Contaminated land

Dealing with contamination

The rules for who’s responsible for contamination and how to deal with it depend on whether the land is legally considered ‘contaminated land’.

If the land counts as contaminated land

If the land is legally considered ‘contaminated land’, the person who caused or allowed the contamination to happen is responsible for dealing with it, unless:

  • they can’t be identified
  • the local council or environment agency investigating the issue decides they’re exempt

The council or agency will then decide who’s responsible for dealing with it instead. This may be the landowner, or the person who uses the land.

What happens next

The council or agency will:

  • decide how the land should be dealt with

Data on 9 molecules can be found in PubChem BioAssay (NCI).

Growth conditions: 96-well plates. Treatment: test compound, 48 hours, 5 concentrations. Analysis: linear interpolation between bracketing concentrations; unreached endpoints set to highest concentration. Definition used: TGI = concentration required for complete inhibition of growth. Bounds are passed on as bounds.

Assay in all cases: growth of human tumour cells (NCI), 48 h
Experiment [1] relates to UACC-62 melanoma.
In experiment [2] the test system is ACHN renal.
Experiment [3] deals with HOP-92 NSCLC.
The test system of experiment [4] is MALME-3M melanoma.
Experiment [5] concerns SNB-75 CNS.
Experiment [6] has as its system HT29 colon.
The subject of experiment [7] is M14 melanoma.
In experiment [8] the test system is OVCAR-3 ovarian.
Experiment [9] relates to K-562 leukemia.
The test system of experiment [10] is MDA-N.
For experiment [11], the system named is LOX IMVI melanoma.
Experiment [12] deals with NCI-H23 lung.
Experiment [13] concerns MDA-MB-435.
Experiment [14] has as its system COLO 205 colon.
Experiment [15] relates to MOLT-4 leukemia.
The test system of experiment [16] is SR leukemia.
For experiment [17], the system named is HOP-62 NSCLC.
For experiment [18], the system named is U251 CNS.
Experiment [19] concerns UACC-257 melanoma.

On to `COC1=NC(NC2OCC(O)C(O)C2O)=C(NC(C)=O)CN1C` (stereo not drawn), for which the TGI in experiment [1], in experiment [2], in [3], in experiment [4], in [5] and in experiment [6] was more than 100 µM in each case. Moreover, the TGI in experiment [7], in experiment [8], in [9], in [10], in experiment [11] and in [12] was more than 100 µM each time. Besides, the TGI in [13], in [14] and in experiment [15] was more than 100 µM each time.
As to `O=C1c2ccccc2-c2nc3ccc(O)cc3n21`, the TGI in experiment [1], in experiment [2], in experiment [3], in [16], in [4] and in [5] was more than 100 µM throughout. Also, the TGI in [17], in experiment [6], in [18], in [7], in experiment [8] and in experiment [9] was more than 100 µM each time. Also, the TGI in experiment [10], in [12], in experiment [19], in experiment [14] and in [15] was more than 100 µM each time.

• ask the responsible person to deal with the contamination
  • tell them how they should take care of it (clean it up or fence it off, for example)

If the person doesn’t deal with the contamination, the council or agency will send a ‘remediation notice’, telling them when they must take care of it by.

You can agree a voluntary scheme with the council or agency if you’re responsible for part or all of the clean up. You must tell them what steps you’ll take to clean up the land.

If the land doesn’t count as contaminated land

If the land isn’t legally considered ‘contaminated land’, you could be responsible for dealing with the contamination if you’re:

  • responsible for causing it
  • the landowner

You may face legal action if you don’t deal with contamination that you’re responsible for. Find out how to manage contamination on your land.

If you’re developing the land

You’ll have to deal with the contamination either:

  • before you get planning permission
  • as part of the development

Contact your local council to check what you must do to make sure the land is suitable for your proposed development.